'On The Farm' - Chanel Irvine

£8.00 / Sold Out


32 pp / 190 x 230mm
Staple Bound
Fedrigoni paper
First edition of 100


All around the world, the environment has been suffering. We have seen the Amazon rainforest and Australia go up in flames, following countless other natural catastrophes that increasingly confirm our societies' greatest fear and reinforce our biggest challenge: things need to change. One of the most common suggestions is to lower the impacts of the farming industry. More specifically, beef, sheep and dairy farming, or livestock farming, which contributes to land degradation, a large percentage of global water usage and increasing pressure for deforestation. Of course, there are counterarguments that claim that farming for a 'vegan world' would be almost equally as damaging. Like it has always done, the debate continues...

For my project, 'On the Farm,' I spent time with small farming families and communities in the northern parts of Iceland, whose practices make a strong case against the intensive and unsustainable present-day industrial model. Their stories, like many others from around the world, reassert the importance of farming for regional communities who depend on it to preserve their heritage, identity and livelihood. The people in these photographs shared with me their daily lives on the farm. They shared their stories and their passion, and a hope that there will always be a need for the work that they do. Through the passing generations they have been forced to adapt to the changing demands for their products and the volatile economic and environmental climate they're working in, ensuring their work is increasingly sustainable.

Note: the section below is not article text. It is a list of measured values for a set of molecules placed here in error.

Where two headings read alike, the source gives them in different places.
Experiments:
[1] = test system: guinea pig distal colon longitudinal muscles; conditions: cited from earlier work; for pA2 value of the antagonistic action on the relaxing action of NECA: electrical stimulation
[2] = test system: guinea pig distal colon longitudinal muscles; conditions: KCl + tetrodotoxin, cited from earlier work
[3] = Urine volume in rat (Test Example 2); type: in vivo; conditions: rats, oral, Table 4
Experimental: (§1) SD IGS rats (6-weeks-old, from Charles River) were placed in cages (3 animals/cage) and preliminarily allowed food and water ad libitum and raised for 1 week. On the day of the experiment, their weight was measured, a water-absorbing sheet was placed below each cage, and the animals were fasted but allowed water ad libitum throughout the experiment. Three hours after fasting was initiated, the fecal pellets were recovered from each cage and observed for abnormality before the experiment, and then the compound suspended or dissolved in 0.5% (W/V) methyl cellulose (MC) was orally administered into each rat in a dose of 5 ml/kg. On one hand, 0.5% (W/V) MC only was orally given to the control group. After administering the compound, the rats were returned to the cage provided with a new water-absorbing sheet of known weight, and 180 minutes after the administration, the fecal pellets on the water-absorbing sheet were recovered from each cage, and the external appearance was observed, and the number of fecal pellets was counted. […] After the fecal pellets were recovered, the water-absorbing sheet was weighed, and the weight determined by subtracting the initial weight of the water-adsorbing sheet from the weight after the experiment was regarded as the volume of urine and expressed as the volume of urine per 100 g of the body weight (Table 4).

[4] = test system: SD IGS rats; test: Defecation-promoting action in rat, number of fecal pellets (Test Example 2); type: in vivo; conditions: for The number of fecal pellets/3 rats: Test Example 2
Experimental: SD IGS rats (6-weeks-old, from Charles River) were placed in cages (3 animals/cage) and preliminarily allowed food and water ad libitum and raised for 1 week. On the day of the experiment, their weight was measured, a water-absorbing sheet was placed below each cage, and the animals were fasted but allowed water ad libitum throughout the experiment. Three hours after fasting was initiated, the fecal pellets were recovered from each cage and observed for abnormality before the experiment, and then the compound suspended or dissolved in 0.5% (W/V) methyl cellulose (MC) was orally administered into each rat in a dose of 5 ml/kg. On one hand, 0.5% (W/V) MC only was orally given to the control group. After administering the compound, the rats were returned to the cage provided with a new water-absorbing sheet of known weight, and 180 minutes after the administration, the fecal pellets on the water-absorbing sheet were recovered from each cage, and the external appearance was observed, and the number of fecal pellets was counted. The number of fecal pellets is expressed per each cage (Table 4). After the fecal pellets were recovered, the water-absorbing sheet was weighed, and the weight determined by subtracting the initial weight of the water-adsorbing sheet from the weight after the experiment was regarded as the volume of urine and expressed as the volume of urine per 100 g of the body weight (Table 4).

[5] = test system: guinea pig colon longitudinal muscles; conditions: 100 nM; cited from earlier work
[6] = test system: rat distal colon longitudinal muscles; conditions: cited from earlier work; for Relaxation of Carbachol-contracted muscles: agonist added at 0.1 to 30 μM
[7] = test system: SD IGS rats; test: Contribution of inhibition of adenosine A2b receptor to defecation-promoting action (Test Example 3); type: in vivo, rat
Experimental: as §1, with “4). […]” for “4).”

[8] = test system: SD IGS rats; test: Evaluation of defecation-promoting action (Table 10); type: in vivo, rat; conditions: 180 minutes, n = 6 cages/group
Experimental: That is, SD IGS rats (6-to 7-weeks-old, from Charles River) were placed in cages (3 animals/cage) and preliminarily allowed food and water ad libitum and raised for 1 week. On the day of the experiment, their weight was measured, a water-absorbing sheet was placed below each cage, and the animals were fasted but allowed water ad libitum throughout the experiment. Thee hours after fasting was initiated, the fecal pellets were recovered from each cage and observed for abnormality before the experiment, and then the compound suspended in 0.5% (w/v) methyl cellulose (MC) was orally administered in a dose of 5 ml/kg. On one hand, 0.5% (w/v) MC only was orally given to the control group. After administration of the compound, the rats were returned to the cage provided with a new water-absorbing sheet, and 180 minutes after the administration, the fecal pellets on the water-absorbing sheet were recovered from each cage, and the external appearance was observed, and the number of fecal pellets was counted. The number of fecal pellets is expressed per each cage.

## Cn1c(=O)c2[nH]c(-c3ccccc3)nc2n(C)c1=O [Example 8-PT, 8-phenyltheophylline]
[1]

As these families and communities continue to adapt to our ever-changing socio-political environment, constantly adjusting what’s necessary to survive in their industry, we continue to rely on their products. The spread of COVID-19 across the globe saw an increased demand for food, especially fresh produce from farms, reinforcing the need for farming communities like these.

Though change for our planet is both inevitable and necessary, and though we may not yet know what that change is going to look like, I feel obliged to create a collective portrait of farmers today.

The story of the human race can be defined and categorized by its different 'ages.' Today, it is important to recognise those that have dedicated their lives to providing food for our current age, as we are likely to soon transition into the next.


FIELD NOTES is a series of affordable zines showcasing photography projects which explore our relationship with 'place'.